In this review, we (i) describe smallmouth bass (Micropterus dolomieu Lacepède, 1802) invasions past, present, and future; (ii) summarize the impact that this species can have on native communities; and (iii) describe and discuss various options for control. M. dolomieu are invasive throughout much of the United States, southern portions of Canada, and in countries in Europe, Asia, and Africa. Historically, this species spread via stocking programs intended to improve sport fisheries. Currently, their spread is facilitated by anglers and global climate change. Models predict that M. dolomieu will continue to spread with consequences for native prey fish, sport fish, and food webs through predation, competition, and hybridization. Effective control methods are necessary to mitigate these impacts. Options for M. dolomieu control include biological control, chemical control, environmental manipulation, and physical removal. However, our review of the literature suggests that only a handful of the possible control options have been explored (usually in isolation and with limited success), and that there is a clear need for focused research and informed management. For example, our elasticity analysis of published M. dolomieu matrix population models suggests that M. dolomieu control will be most effective when it targets eggs, larvae, and juveniles. We recommend targeting these life stages by using nest failure as part of an adaptive and integrated pest management approaches that incorporate existing and emerging technologies. However, we also emphasize that M. dolomieu control, where necessary and possible, is more likely to take the form of suppression rather than permanent eradication. Therefore, we also recommend efforts to prevent M. dolomieu (re)introduction.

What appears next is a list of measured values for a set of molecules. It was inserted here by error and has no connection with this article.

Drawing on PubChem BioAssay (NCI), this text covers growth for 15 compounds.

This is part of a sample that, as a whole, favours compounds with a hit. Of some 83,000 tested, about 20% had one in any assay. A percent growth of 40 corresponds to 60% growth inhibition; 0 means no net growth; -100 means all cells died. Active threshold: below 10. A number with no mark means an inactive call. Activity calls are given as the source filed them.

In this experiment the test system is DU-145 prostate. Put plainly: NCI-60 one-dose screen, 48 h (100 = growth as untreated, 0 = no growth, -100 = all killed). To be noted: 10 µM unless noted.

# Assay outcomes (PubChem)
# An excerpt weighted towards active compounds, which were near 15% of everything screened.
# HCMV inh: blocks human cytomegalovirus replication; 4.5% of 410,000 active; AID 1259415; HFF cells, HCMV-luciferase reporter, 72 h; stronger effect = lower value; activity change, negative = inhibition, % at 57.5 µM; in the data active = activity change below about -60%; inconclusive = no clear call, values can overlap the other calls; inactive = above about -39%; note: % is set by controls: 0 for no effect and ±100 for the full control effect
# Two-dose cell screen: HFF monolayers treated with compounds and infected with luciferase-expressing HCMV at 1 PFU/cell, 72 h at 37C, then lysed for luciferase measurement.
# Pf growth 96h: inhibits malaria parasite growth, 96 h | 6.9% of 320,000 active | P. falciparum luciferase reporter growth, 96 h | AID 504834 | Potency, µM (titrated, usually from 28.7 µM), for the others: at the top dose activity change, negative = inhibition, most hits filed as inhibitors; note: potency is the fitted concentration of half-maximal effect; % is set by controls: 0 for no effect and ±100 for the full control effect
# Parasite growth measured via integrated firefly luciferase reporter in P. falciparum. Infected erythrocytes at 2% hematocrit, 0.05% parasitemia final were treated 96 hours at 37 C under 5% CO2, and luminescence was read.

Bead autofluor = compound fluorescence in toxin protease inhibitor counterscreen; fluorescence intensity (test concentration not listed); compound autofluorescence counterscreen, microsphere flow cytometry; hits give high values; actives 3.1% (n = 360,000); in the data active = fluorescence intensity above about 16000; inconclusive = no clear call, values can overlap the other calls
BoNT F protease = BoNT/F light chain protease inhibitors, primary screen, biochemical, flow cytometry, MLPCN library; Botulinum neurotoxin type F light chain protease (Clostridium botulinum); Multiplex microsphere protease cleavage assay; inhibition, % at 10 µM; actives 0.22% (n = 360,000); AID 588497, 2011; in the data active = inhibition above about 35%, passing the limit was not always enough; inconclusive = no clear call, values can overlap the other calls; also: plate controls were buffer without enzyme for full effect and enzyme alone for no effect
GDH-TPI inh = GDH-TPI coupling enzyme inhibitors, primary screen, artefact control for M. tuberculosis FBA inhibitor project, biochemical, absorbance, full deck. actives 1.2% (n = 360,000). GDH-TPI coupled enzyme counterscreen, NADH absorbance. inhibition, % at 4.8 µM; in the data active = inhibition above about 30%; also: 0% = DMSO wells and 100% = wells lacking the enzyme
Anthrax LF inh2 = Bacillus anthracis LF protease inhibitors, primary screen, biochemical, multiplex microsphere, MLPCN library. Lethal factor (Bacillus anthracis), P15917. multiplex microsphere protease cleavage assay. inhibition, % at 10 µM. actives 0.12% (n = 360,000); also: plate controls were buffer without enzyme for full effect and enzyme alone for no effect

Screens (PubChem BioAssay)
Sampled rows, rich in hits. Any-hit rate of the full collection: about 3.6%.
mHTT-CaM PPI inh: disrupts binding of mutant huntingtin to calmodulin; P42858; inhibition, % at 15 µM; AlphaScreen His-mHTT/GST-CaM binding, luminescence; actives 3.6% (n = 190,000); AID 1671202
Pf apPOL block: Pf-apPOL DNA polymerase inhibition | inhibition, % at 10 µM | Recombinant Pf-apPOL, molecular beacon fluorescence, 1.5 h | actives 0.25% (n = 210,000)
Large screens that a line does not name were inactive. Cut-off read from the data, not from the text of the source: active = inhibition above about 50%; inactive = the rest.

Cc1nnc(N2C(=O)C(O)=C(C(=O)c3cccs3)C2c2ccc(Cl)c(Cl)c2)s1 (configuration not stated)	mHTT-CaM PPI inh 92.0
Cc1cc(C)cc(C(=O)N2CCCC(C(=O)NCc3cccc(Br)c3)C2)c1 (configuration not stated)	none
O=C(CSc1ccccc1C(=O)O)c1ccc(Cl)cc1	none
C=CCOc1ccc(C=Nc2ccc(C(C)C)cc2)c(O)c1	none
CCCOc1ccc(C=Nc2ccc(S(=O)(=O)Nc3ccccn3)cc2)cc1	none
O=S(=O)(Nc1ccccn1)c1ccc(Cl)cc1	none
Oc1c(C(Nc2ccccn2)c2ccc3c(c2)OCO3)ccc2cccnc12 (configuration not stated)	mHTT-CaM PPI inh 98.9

Bibliographical noteFunding Information:
This work was funded by the National Science Foundation?s Integrated Graduate Education and Research Traineeship (NSF-IGERT) program and the Conservation Biology graduate program of the University of Minnesota. We thank Ray Newman, Bruce Vondracek, Brian Shuter, Kyle Chezik, Justine Koch, and two anonymous reviewers for helpful comments on earlier versions of this manuscript. We also thank Jason Papenfuss for assistance with ArcGIS, Nick Phelps for insight on fish pathogens, and Fernanda Cabrini Araujo for her help searching the literature.
- Black bass
- Climate change
- Fisheries management
- Integrated pest management
- Invasive species
- Largemouth bass